Disponível em: <http://ssrn.com/abstract=2426824>. Acesso em 18 jun. 2014.
segunda-feira, 15 de setembro de 2014
Graduate Institute of International and Development Studies (HEI)
April 19, 2014
Migration Policy Practice, 2014, Vol. IV, Number 1, pp. 12-16
The purpose of this article is to identify which treaties are in contradiction with the new article 121a of the Swiss Constitution. Though this survey is not exhaustive, no fewer than 58 treaties appear to be incompatible with immigration quotas. While covering various fields of international law and relations, these treaties mainly concern three key areas: headquarter agreements concluded with international organizations; conventions governing refugee protection and treaties on the free movement of persons concluded with the European Union and the European Free Trade Association. The article further identifies for each type of treaties the different options available to Switzerland.
Disponível em: <http://ssrn.com/abstract=2426824>. Acesso em 18 jun. 2014.
sexta-feira, 12 de setembro de 2014
Ritsumeikan University - College of International Relations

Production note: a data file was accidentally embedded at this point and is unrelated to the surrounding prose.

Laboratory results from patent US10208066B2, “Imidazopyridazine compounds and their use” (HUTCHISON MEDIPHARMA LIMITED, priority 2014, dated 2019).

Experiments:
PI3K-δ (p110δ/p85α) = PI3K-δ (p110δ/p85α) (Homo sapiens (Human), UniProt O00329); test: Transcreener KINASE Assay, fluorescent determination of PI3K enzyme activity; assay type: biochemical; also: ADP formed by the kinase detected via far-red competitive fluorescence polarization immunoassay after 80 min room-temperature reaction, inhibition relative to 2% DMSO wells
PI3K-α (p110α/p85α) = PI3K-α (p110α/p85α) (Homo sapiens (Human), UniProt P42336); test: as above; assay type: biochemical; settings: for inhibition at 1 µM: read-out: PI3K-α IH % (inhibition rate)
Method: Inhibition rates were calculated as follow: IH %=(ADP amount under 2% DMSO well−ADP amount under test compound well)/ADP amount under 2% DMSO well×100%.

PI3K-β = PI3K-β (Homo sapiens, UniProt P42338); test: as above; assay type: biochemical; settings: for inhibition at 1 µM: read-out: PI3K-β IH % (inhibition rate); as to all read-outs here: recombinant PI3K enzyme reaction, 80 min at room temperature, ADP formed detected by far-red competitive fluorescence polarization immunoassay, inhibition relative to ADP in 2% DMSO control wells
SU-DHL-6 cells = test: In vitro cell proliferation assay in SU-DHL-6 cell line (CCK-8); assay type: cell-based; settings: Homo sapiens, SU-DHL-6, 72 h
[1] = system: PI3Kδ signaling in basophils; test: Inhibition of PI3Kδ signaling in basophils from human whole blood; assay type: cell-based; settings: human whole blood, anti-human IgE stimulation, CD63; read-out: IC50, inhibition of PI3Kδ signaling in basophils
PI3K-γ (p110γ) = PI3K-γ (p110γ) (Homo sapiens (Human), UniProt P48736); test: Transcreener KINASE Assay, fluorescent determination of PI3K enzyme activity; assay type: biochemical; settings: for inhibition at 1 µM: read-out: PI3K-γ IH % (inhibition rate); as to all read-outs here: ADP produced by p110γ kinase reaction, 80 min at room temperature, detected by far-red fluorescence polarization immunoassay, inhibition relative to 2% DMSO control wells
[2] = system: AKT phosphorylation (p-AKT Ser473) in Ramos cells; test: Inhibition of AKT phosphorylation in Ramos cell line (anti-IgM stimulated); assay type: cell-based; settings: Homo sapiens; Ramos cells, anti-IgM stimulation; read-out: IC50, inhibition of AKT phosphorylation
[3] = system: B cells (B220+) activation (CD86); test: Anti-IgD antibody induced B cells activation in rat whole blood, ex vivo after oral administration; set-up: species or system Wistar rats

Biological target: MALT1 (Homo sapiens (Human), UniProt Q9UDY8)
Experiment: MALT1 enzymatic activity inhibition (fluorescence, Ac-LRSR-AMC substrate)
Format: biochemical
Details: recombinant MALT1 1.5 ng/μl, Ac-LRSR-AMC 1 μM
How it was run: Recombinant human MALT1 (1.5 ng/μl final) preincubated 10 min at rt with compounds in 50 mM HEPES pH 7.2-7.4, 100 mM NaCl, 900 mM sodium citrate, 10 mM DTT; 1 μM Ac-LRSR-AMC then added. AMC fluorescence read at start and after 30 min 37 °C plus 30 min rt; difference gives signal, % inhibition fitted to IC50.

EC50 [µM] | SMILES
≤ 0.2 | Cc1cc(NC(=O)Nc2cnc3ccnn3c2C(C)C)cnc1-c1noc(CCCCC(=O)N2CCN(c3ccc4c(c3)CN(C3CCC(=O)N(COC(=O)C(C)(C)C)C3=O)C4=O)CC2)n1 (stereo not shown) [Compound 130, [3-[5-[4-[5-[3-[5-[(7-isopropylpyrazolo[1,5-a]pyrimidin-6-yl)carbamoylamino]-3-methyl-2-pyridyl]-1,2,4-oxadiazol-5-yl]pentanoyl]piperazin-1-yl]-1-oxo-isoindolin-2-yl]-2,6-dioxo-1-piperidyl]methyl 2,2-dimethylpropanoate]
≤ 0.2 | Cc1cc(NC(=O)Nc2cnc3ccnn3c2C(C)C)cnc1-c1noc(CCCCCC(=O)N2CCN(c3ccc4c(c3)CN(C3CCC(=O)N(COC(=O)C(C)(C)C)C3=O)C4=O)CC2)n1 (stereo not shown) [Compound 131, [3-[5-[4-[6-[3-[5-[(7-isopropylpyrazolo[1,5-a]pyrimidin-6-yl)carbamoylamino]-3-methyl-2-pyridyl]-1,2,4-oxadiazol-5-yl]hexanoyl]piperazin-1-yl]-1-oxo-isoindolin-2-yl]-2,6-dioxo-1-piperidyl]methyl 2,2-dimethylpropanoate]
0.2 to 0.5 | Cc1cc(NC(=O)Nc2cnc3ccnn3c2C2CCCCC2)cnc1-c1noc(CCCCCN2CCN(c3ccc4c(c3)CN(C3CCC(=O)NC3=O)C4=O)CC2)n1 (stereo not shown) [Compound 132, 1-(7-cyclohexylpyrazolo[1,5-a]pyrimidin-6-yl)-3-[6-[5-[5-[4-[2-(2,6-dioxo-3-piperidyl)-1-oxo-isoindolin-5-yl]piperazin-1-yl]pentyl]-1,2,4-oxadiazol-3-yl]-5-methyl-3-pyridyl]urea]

April 16, 2014
As mentioned by Confucius that ‘Past assists to understand the future’; the concepts of legal systems, and legal families also help us to understand the past, recognize the present, and appreciate the future. Legal families and legal systems are not identical, but are closely interconnected. Law can be described as any standard that is legitimate, valid and enforceable. However, each country might have hundreds, perhaps thousands, of laws. Each law treats one or some specific issues different from other laws. Despite the diversity among laws in terms of contents and treatment, a legal system integrates all laws within its jurisdiction with the help of certain governing principles and rules commonly spread out in all such laws. Similarly, the diversity among laws of different countries is extremely insurmountable in providing an accurate account. For example, after the establishment of the United Nations (UN), more than 180,000 treaties have been concluded, which in a strict sense do not constitute the segment of domestic laws. The idea of legal tradition reduces these insurmountable domestic legal systems into certain groups or families based on their commonalities in terms of legal concepts, in particular the system of legitimacy, validity, and enforceability. In short, a legal system integrates all laws in existence within its jurisdiction. A legal family provides membership to legal systems based on commonalities of principles, rules, and institutions.
Disponível em: <http://ssrn.com/abstract=2425472>. Acesso em 18 jun. 2014.
quarta-feira, 10 de setembro de 2014
University of Baltimore - School of Law
June 2, 2014
Silkenat, Barenboim and Hickey, eds., "The Legal Doctrines of the Rule of Law and the Legal State" (Springer, 2014 Forthcoming)